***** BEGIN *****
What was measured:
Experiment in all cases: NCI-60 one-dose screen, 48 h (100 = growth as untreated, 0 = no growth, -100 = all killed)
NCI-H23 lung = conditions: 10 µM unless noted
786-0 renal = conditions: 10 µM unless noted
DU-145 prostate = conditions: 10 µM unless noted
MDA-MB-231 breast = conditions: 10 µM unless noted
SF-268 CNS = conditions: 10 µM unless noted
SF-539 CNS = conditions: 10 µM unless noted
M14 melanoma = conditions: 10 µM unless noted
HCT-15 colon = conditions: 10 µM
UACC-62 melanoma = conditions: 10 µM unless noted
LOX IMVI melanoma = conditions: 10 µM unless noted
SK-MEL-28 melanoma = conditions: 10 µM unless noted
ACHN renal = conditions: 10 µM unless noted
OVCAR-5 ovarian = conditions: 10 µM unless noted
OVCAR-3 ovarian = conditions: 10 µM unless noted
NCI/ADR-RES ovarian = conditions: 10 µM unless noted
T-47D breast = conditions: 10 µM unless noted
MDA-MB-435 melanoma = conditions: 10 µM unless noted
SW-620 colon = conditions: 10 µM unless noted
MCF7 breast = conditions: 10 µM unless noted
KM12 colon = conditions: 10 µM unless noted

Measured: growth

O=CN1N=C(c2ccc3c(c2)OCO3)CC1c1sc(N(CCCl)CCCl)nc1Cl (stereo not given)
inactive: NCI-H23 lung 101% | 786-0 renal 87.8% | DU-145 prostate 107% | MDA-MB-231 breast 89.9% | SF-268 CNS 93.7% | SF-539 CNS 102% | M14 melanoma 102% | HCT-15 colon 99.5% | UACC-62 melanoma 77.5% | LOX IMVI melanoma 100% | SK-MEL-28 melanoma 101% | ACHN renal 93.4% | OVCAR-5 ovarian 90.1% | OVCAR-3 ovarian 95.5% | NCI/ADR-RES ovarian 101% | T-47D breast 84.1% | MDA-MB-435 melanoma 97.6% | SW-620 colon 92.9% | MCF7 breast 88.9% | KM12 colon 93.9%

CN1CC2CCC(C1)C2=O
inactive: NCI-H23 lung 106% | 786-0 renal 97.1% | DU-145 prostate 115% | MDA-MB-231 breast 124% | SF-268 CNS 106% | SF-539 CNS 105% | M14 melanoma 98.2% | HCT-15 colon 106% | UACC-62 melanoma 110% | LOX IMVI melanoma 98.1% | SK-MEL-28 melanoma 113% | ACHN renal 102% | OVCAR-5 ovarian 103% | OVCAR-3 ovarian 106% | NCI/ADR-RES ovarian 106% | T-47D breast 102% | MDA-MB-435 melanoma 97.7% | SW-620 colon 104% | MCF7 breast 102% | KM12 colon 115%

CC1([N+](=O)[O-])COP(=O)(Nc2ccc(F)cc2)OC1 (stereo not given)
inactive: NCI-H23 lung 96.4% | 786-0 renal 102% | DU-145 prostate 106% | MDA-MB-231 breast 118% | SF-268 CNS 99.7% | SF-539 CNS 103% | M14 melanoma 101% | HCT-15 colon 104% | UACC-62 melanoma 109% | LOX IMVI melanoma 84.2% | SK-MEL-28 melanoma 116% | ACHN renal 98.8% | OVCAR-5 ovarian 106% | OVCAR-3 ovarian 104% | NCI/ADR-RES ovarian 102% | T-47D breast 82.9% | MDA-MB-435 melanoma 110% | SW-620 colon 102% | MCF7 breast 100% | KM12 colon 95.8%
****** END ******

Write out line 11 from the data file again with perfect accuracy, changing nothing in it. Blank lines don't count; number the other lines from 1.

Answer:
UACC-62 melanoma = conditions: 10 µM unless noted